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Thursday, April 12, 2007
Shornemead Fort, Gravesend
This fort was one of a number built to protect the Thames Estuary in the late 19th Century, after the Royal Commission of the country's defences, although it is built of the site of an earlier battery. It is a similar design to the nearby Coalhouse and Cliffe forts, consisting of large, granite faced casemates with magazines directly beneath and a parade ground and barrack block at the rear. The casemates housed 11-inch Rifled Muzzle Loading guns, but the fort was later armed with Breech loaders and Quick Firing guns. Guns were also mounted at the fort during WW2. Unfortunately, much of the fort, including the barrack block, was demolished in the 1960s, and only the fronts of the casemates and underground passages and magazines remain.
The fort is on open land and can be visited. In the last few years, the site has been landscaped and interpretation boards installed, although the entrances to the tunnels were also buried at this time.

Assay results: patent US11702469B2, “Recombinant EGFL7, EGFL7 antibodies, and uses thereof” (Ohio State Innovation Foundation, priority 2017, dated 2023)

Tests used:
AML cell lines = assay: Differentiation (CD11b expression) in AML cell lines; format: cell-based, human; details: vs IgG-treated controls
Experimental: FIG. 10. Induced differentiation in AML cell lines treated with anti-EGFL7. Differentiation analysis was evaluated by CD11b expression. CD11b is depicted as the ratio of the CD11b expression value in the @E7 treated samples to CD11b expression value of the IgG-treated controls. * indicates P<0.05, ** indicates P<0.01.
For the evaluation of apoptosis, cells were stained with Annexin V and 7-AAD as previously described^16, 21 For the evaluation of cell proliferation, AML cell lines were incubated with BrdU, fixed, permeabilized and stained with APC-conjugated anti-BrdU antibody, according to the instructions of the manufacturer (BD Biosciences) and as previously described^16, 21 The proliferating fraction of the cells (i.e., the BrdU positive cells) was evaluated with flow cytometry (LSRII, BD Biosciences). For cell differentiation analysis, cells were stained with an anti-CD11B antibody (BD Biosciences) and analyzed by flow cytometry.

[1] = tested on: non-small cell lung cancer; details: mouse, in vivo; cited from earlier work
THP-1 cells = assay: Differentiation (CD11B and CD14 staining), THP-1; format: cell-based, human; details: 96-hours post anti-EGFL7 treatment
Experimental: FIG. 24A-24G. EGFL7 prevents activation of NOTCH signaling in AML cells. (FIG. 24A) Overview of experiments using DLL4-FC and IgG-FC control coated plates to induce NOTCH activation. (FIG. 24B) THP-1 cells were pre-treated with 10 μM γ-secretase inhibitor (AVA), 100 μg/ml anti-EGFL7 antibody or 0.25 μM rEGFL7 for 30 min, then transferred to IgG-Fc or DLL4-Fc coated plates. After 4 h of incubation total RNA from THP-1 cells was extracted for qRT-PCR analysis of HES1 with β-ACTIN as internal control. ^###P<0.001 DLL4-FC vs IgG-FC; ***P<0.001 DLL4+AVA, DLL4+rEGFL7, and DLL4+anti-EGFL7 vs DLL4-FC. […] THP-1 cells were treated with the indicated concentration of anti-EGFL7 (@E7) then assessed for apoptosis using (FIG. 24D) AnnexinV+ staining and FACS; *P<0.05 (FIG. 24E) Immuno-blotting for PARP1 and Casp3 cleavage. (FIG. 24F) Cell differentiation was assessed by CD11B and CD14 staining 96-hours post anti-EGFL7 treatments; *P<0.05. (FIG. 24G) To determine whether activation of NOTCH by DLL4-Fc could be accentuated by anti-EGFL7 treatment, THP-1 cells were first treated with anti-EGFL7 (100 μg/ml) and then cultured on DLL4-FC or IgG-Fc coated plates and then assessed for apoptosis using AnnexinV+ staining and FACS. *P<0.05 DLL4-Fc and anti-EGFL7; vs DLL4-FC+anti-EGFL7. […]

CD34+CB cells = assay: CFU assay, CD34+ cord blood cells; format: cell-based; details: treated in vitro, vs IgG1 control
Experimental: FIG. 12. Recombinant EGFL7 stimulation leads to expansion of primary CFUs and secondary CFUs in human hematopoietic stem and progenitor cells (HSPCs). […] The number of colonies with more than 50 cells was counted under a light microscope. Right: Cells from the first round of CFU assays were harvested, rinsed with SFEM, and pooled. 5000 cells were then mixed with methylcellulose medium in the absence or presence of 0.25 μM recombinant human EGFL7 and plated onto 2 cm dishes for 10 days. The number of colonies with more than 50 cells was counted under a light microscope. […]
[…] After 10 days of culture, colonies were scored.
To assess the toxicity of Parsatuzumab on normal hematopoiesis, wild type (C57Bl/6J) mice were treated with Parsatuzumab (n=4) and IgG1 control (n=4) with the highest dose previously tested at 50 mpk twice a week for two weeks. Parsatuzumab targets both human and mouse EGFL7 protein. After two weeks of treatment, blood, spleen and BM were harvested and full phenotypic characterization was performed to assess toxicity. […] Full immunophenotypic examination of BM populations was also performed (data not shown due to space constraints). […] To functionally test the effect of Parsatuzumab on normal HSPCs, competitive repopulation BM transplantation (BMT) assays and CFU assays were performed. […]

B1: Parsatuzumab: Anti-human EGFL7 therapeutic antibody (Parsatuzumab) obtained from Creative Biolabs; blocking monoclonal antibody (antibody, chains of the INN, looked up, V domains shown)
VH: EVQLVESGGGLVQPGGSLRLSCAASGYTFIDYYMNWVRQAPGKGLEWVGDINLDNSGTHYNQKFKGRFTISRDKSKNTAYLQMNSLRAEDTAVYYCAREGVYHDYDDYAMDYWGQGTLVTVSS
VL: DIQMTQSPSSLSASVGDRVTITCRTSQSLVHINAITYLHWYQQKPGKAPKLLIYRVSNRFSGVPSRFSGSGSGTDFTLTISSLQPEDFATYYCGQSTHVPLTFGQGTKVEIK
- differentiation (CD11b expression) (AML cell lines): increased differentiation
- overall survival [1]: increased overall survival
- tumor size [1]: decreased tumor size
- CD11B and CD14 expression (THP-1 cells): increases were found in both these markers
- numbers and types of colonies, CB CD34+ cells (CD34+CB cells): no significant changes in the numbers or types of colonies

Plan, courtesy of the Palmerston Forts Society View of the fort from the remains of the barrack block
Exterior view of the fort
Close up of gun port facing the Thames
Inside the fort, looking East along the remains of the casemates
Remains of one of the casemates
Remains of WW2 observation tower above the casemates
The thickness of the brickwork can be clearly seen here
WW2 structure above the casemates
Remains of the Western end of the fort
Entrance to the magazines Looking through a lamp position into a magazine Inside another magazine